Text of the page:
Wildstorm: World’s End is a “change in the status quo” event for that particular universe: global apocalypse happens, and doesn’t get immediately fixed. We are promised an ongoing fiction where superheroes cannot restore the universe to order after transformative chaos. Which is both a refreshing change of pace and a somewhat grim elaboration of trends that have been happening in comics for a while.
A few years ago, DC Comics fairly obviously decided they were going for a “more mature” demographic, and ratcheted up the violence and “edgy” content in their mainstream comics. This has led to a monthly fiction that better depicts what adults are thinking about, such as anthropomorphized crocodiles eating people etc. It has also led to an increased tone of horror and angst, which I’ve written about before. It’s also led to a thematic fascination with the destruction of civilizations and apocalypse.
In the series 52, the Shazam! villain/anti-hero Black Adam builds his fictional native country, Kahndaq, into a utopia with the partnership of his wife, Isis. Isis is then killed by a group called (yes) the Horsemen of the Apocalypse. In rage and grief, Black Adam kills the horsemen, commits genocide by wiping out the fictional nation of Bialya, and kills hundreds of thousands more before being stopped.
Black Adam is one of the most intelligently laden characterizations in recent comics: he is a Middle Eastern supervillain who nonetheless, with his strongly-held and comprehensible principles, invites our sympathies. (Like Magneto, if Mags is more familiar.) He is an emblem of our ambivalence regarding cultures we fear and struggle to understand. In 52, he is also us, at least those of us in the United States: focused on building a better world until an unexpected tragedy drives us blindly to a further tragedy of violence and destructive response. The fact that he is so compelling as a character, and the ease of revising away inconvenient narratives in comics, might cause us to quickly forget: he was depicted as killing millions of people. And is still kind of an anti-hero. What kind of world system is capable of performing that sleight of hand?
It’s the same system that has generated cataclysms with regularity in the past decade: Coast City, Bludhaven, San/Sub Diego, the deaths of Infinite Crisis. The revival of the multiverse in DC Comics has allowed for a designated dimension, Earth-51, which is called the “Graveyard” and is apparently intended as a place for apocalypses to be exercised and re-exercised. These kinds of cataclysms have bloodlessly happened in superhero comics for years, of course. But these have been portrayed with an increasing realism: body counts are released. Irradiated killing fields become recurring locales for future adventures.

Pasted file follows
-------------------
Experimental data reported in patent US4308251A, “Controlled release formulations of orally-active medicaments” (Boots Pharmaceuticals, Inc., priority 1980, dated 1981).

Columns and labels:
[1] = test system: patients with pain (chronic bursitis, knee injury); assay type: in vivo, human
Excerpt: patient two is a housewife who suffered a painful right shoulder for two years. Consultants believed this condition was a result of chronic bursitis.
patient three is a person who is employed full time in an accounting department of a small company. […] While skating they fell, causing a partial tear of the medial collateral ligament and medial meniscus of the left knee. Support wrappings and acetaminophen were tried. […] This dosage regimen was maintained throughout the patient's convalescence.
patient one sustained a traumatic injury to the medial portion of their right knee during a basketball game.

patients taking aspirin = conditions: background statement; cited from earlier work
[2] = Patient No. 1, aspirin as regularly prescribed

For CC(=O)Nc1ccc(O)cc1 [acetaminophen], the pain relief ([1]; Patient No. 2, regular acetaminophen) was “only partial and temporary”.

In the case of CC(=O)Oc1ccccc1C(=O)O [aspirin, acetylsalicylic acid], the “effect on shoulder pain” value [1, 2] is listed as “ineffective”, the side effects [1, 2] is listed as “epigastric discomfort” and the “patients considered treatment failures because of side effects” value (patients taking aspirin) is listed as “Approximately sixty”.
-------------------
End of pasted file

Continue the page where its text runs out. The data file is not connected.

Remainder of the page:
What doesn’t get portrayed as realistically is what this must mean to a fictional culture. What does it mean to be a human being in the DC Universe? Can you really take any solace from these creatures that are supposed to be your figures of transcendent order? Or by catastrophic trauma #5, have you concluded that this place is just a mess?
Marvel Comics investigated this with Civil War, a mini-series where, in the wake of the destruction caused by superhero battles, heroes were mandated to register with the government. Likewise, comics like Marvel’s Front Line series investigate street-level psychology in this incongruous human world of gods. We don’t get this in the DC Universe: the street-level heroes of Gotham Central were turned into superheroes themselves. The only psychologies we are presented are the fantastic ones of the heroes, and these profiles read as increasingly alien and aloof. Still: Civil War hasn’t really slowed down the pace of destruction in the Marvel Universe. We’re currently seeing a catastrophic alien invasion coming off the “quiet” event of New York being destroyed in World War Hulk.
I’m sure this is a personal reaction, but these days it all feels like a desensitization exercise to me. We exist in a world where we must increasingly confront the fragility of the way we live. It’s natural to want to deal with this through art, and from nuking cities to zombie apocalypse to Joker terrorism, we are using our fantasies in an attempt to deal with the anxiety we share about our civilization. What I’m concerned about is that comics (and not just comics) are evoking these anxieties while trying to resolve them with the patterns of past narratives, and that these patterns aren’t adequate any more. Maybe World’s End represents what BSG represents for sci-fi television: an attempt to bring in meaningful new patterns, an attempt at studying through fantasy what happens to psyches when they have to work through unresolvable traumas.